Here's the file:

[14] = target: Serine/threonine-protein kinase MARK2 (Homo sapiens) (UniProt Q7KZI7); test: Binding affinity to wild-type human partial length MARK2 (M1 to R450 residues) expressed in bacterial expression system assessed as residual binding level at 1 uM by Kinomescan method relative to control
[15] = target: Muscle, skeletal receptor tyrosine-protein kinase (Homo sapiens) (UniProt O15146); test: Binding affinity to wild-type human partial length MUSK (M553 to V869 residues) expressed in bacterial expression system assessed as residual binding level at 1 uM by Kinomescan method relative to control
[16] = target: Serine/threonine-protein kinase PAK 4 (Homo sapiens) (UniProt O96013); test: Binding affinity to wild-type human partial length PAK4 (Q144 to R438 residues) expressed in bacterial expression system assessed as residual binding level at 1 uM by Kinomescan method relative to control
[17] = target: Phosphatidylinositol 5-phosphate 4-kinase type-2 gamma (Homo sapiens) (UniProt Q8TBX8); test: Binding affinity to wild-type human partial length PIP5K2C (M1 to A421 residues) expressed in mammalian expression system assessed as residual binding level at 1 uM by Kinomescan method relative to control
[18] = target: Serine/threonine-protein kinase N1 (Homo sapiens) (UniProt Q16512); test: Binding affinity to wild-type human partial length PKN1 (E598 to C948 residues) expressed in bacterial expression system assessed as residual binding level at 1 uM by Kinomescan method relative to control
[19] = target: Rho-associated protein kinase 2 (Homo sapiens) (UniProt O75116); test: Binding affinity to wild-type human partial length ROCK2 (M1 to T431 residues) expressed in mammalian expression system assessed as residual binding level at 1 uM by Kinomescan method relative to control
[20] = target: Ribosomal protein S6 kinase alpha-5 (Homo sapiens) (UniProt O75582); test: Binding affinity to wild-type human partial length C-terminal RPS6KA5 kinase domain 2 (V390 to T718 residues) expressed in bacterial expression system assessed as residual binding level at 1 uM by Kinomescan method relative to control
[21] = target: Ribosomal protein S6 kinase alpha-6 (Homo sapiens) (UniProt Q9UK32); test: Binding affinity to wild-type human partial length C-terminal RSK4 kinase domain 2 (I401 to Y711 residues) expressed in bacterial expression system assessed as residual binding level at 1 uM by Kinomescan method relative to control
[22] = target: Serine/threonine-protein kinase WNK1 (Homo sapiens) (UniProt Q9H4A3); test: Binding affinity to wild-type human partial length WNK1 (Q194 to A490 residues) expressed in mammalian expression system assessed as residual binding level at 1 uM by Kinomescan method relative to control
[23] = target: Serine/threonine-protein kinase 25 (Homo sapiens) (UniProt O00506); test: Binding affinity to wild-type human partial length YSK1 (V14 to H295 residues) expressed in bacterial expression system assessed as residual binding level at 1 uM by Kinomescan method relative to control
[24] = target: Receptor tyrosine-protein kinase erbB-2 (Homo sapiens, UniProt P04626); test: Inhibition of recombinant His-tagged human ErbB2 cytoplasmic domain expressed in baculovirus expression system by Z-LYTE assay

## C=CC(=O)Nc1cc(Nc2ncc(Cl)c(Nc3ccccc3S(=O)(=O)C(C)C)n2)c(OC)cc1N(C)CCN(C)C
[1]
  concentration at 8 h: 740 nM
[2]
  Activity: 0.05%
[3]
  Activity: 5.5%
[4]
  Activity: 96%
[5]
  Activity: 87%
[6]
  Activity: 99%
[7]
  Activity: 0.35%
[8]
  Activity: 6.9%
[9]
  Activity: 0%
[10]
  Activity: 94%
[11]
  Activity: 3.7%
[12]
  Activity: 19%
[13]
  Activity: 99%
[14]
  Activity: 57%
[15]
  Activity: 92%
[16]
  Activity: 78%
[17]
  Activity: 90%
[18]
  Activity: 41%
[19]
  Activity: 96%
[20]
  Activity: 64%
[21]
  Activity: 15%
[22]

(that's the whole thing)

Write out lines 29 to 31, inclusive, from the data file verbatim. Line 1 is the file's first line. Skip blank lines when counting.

[9]
  Activity: 0%
[10]